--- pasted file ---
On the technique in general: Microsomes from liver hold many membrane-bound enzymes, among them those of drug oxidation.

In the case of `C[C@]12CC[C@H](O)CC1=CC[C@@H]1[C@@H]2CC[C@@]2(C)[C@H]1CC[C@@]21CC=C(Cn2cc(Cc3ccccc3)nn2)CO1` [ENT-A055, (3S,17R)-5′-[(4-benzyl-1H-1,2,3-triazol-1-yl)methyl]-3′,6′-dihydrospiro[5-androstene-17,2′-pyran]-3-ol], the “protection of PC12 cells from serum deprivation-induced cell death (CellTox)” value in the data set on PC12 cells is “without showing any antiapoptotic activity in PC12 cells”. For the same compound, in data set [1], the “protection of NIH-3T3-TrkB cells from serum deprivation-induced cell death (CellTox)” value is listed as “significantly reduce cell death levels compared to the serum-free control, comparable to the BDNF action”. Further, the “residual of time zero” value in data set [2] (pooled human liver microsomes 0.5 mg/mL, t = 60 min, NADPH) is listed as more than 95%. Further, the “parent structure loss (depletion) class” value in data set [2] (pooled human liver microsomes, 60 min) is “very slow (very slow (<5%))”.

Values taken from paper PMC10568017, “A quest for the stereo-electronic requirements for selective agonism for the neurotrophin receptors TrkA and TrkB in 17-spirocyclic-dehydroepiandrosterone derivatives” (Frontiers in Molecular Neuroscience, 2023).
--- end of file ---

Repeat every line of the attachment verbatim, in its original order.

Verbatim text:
On the technique in general: Microsomes from liver hold many membrane-bound enzymes, among them those of drug oxidation.

In the case of `C[C@]12CC[C@H](O)CC1=CC[C@@H]1[C@@H]2CC[C@@]2(C)[C@H]1CC[C@@]21CC=C(Cn2cc(Cc3ccccc3)nn2)CO1` [ENT-A055, (3S,17R)-5′-[(4-benzyl-1H-1,2,3-triazol-1-yl)methyl]-3′,6′-dihydrospiro[5-androstene-17,2′-pyran]-3-ol], the “protection of PC12 cells from serum deprivation-induced cell death (CellTox)” value in the data set on PC12 cells is “without showing any antiapoptotic activity in PC12 cells”. For the same compound, in data set [1], the “protection of NIH-3T3-TrkB cells from serum deprivation-induced cell death (CellTox)” value is listed as “significantly reduce cell death levels compared to the serum-free control, comparable to the BDNF action”. Further, the “residual of time zero” value in data set [2] (pooled human liver microsomes 0.5 mg/mL, t = 60 min, NADPH) is listed as more than 95%. Further, the “parent structure loss (depletion) class” value in data set [2] (pooled human liver microsomes, 60 min) is “very slow (very slow (<5%))”.

Values taken from paper PMC10568017, “A quest for the stereo-electronic requirements for selective agonism for the neurotrophin receptors TrkA and TrkB in 17-spirocyclic-dehydroepiandrosterone derivatives” (Frontiers in Molecular Neuroscience, 2023).